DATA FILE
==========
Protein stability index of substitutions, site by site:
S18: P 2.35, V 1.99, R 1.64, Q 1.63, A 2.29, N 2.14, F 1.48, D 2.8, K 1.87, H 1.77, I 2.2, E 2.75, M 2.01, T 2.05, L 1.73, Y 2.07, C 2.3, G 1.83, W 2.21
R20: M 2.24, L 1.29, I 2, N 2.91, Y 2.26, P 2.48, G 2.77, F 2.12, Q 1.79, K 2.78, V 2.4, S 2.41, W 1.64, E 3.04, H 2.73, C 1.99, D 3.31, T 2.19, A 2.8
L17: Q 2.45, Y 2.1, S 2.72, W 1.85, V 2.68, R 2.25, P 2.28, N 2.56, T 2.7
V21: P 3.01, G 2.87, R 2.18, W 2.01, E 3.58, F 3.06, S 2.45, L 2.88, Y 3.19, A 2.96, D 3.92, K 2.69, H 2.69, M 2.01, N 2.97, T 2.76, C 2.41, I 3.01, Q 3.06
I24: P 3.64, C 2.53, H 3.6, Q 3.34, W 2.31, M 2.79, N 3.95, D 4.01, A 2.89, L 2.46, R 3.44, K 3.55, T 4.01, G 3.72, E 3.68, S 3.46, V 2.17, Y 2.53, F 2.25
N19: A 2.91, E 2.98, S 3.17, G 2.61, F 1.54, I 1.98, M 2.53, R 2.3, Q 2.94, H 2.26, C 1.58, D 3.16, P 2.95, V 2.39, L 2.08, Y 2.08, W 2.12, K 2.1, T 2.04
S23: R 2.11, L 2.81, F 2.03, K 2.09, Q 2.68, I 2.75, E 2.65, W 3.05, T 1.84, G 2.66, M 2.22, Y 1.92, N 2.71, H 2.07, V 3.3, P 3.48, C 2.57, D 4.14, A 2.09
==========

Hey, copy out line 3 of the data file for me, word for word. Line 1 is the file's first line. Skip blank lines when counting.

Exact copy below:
R20: M 2.24, L 1.29, I 2, N 2.91, Y 2.26, P 2.48, G 2.77, F 2.12, Q 1.79, K 2.78, V 2.4, S 2.41, W 1.64, E 3.04, H 2.73, C 1.99, D 3.31, T 2.19, A 2.8